Enlisting To Avoid The Draft
Jim Knight-29 Feb 16
I decided to tell “My Story” after reading the first one by John Sacco. I applaud him for a job well done and for being the first! I doubt it was easy.
To use a Yogi Berra-type phrase, there are lot of different similarities between John’s and my story. First of all, we are contemporaries as I enlisted in 1965 and John in 1966. And as with him, I enlisted since I too was slated for the call (not “the call” in a religious sense, but a call to duty nevertheless, by a lesser but scarier authority).
My 1-A draft status was carved in stone in mid-February with about a three-week turnaround at that point. It was both a proud moment to receive that little card in the mail and yet a chilling one as well. My family was entrenched in a dairy farm operation in Michigan, my home state and, while not an ideal setup, I took over as “farmer in charge” at age 17¼, with steady guidance from my father and backup support from my older, smarter brothers, who saw the downside of the operation and wanted no long-term part of it. I had been certain I was destined for a life as a farmer.
The draft notice was a major life change for myself, as well as my family, so I started to look at alternatives. They were limited. Neither brother wanted to commit to two years as the farmer guy (did I mention they were considerably smarter than me?). My father at that time was 62 and very limited physically. Income was an issue as well. My father was employed full time with Chrysler in order to put food on the table, and so if we needed to liquidate and close the operation down (we rented the farm at the time), more time was needed. And third or fourth of all, in the back of my mind I knew it would be very expensive to get back into full-time farming, assuming I survived the big war in the first place.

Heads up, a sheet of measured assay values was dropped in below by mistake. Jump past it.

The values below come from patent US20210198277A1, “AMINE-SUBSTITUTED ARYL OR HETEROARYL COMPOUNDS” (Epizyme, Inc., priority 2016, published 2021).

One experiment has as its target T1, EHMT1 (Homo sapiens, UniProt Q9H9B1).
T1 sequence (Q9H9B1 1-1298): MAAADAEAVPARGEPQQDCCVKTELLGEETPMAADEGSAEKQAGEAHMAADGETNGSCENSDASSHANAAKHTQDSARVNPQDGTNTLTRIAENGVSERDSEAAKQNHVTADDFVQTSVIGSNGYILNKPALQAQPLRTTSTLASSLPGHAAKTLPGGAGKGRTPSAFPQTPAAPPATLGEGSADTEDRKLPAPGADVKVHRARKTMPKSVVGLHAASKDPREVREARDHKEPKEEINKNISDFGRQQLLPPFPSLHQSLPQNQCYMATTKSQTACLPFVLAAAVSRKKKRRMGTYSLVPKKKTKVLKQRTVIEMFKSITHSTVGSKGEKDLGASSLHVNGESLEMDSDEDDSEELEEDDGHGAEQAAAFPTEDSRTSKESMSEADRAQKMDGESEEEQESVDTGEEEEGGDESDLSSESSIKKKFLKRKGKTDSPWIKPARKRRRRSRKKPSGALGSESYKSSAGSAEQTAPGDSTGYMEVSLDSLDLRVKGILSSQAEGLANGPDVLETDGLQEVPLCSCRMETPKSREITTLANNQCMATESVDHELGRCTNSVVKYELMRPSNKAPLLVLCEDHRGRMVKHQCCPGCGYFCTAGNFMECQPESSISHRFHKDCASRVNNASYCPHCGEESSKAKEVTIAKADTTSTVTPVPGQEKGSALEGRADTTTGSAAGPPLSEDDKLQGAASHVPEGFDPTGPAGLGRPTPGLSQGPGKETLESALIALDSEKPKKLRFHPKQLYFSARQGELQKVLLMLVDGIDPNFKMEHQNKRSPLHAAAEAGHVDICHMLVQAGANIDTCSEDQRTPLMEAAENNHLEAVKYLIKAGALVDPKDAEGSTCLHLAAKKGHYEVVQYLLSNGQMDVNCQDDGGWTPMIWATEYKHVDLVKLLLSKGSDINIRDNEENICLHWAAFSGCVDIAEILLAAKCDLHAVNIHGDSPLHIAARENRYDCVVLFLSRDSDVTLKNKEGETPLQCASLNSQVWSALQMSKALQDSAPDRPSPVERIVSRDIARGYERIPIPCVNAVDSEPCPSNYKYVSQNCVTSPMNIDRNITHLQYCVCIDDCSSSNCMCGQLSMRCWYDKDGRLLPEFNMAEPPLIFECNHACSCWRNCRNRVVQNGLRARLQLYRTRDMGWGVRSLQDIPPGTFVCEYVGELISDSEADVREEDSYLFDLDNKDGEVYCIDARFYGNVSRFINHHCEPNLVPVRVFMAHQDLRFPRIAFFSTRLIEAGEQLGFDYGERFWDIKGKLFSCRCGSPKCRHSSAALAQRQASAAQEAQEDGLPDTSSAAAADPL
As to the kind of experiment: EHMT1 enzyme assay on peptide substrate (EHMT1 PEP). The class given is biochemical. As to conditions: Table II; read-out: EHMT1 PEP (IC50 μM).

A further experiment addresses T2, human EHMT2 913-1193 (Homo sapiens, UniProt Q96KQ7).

So, at age 21 I paid a visit to the army recruiter in Ann Arbor. The Navy and Marines were not for me and I could not see myself in the Air Force. No fear of flying but certainly one of falling long distances.
Mr. Sergeant Recruiter told me some interesting things, some of which were probably true, and not the least of which was that both my brothers had visited with him and he remarked that if I was anything like them I could have anything I wanted as a Military Operation Specialty (I think I mentioned my brothers were smart as heck). As I left the recruiting office we agreed the best solution was to enlist in the Inactive Reserve and I would have 120 days to report for active duty. So I did that and on the way out the door I grabbed a brochure about these Army guys who wore funny green hats.
We did indeed liquidate via an auction of all cattle and equipment, my parents retired and moved back to his home state of Kentucky and I spent the next seven weeks with one or the other sister. I reported for active duty with two days to spare and 20 extra pounds of body weight.
So why not just be drafted? Why commit to three years instead of two? Why not ask for a deferment as many other young farmers were doing?
First of all, a draftee usually had no say in what he would be doing in the Army. If I had to go I wanted a say in what I might be doing, though I was not at all sure what that would be. And both brothers had served and while we are not overly patriotic per se, I would not have felt comfortable trying to avoid serving. I even “cheated” on the eye exam by sneaking peeks through the door at the eye chart so I could pass it.